Three months ago, on November 20, 2013, the ICC issued a warrant of arrest for four individuals: Aimé Kilolo Musamba (Bemba Gombo’s lead counsel), Jean-Jacques Mangenda Kabongo (a member of Bemba Gomb’s Defense team and case manager), Fidèle Babala Wandu (a member of the DRC Parliament and Deputy Secretary General of the Mouvement pour la Libération du Congo), and Narcisse Arido (a Defense witness).
The arrest warrant alleged that these individuals committed offenses against the administration of justice with regards to Bemba Gombo’s trial. The warrant specified these offenses as “consisting of corruptly influencing witnesses before the ICC and presenting evidence that they knew to be false or forged.”
The fourth individual mentioned, Narcisse Arido, was arrested on November 23rd, 2013 by the French authorities in response to the ICC’s requests for arrest and surrender. He was transferred to the ICC detention yesterday, March 18th, 2014. The Court just announced that Arido’s initial appearance has been scheduled for tomorrow Thursday, March 20th.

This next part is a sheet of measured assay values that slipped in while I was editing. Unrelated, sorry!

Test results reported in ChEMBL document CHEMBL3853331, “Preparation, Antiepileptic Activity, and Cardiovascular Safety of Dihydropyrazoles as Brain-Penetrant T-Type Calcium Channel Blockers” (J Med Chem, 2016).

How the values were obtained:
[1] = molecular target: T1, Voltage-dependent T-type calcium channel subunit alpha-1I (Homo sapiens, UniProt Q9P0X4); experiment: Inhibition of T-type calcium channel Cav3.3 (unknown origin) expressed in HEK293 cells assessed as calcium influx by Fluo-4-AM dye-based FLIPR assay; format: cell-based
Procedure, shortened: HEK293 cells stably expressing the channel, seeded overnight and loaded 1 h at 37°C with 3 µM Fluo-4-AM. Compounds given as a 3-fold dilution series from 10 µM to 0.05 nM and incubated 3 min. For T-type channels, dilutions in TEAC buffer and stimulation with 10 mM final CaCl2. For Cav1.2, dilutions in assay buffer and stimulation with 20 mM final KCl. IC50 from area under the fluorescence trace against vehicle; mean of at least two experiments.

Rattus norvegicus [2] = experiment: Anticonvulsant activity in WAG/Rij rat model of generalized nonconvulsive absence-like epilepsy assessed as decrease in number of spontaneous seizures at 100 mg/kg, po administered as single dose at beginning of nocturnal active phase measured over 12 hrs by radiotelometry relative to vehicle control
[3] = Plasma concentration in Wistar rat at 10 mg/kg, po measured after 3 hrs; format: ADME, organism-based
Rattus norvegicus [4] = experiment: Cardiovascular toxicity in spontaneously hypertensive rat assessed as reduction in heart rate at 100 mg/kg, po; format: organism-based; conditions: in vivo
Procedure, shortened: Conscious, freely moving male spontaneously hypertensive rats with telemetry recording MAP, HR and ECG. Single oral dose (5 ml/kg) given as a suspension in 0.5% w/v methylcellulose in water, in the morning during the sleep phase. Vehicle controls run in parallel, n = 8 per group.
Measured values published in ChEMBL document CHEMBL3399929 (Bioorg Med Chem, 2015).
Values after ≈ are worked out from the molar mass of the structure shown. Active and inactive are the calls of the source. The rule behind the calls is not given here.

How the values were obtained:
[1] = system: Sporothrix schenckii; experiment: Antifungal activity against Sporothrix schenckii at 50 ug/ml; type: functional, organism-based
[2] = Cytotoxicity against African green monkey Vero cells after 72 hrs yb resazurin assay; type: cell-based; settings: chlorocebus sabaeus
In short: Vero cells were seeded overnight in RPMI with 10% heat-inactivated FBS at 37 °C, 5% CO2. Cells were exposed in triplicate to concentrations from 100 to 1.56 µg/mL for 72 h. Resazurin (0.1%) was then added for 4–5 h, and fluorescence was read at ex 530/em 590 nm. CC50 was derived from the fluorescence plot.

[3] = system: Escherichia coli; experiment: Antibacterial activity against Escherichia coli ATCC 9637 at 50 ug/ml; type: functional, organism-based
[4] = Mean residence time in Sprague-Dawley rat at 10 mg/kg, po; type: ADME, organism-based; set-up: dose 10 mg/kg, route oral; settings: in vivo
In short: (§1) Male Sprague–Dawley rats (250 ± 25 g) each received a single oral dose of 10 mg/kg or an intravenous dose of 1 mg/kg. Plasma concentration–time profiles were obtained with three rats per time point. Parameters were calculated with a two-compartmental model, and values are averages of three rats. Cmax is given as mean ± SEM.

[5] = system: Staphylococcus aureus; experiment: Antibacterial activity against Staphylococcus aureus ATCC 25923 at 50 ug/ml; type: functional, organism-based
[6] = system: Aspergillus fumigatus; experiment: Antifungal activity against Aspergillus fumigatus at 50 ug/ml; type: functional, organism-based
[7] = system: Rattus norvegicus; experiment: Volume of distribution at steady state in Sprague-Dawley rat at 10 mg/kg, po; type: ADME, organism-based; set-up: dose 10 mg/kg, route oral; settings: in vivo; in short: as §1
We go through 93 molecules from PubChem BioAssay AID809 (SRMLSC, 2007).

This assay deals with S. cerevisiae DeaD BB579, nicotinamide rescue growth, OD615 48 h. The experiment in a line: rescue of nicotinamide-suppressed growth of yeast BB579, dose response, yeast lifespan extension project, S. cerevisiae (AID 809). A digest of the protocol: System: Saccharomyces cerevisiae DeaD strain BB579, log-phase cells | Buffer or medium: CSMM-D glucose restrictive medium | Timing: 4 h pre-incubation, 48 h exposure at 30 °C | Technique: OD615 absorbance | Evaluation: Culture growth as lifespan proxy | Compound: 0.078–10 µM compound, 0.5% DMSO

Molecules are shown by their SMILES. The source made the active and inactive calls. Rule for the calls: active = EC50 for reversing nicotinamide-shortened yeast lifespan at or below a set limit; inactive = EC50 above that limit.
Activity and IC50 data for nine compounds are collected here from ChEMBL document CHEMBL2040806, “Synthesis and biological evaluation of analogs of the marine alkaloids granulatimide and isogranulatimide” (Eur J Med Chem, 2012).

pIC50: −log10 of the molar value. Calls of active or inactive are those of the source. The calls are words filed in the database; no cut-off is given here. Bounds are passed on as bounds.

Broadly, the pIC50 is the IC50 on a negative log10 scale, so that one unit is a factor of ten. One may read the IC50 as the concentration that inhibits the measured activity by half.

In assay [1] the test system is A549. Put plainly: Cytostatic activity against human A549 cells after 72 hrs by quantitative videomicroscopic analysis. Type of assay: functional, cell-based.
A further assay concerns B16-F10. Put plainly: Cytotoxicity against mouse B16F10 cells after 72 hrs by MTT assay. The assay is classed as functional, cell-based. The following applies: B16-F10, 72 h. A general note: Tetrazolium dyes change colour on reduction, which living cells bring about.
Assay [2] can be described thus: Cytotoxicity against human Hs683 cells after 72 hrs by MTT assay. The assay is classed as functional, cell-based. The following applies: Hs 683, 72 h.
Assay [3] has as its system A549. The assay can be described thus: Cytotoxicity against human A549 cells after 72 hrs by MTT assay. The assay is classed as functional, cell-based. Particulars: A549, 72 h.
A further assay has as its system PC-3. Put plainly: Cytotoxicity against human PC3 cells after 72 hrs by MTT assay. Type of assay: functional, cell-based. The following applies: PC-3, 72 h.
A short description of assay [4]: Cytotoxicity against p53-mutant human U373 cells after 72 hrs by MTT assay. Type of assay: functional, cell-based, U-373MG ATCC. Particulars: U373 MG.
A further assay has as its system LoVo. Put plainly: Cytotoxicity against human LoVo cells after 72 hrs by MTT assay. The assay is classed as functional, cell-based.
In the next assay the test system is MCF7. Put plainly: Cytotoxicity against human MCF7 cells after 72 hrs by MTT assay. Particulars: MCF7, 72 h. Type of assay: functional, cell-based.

Pursuant to Article 58 of the Rome Statute, in order to issue an arrest warrant, the Pre-Trial Chamber must find determine two things: First, that “there are reasonable grounds to believe that the person has committed a crime within the jurisdiction of the Court”; and second, that “the arrest of the person appears necessary.”
Judge Cuno Tarfusser of Pre-Trial Chamber II found that there are reasonable grounds to believe that these individuals are criminally responsible for the commission of offences against the administration of justice, which violates Article 70 of the Statute. Article 70 specifies the ICC’s jurisdiction over intentional offenses that go against its administration of justice, specifying five specific offenses. Judge Cuno Tarfusser determined that these individuals corruptly influenced the witnesses that went before the Court and presented evidence that they knew was false or forged.
The Pre-Trial Chamber also found that their acts “were part of a network for the purposes of presenting false or forged documents and bribing certain persons to give false testimony in the case against Mr Bemba.”
According to Article 70, in the event of conviction, “the Court may impose a term of imprisonment not exceeding five years, or a fine…or both.” Is this sentence too harsh? Should the sentencing be softened? The ICC’s issuance of an arrest warrant for an individual is seen as a big deal. The ICC was established to prosecute “the most serious crimes of concern to the international community.” Do you think that the potential sentence being faced by Arido reflects the seriousness of the offense? Or should it be harsher?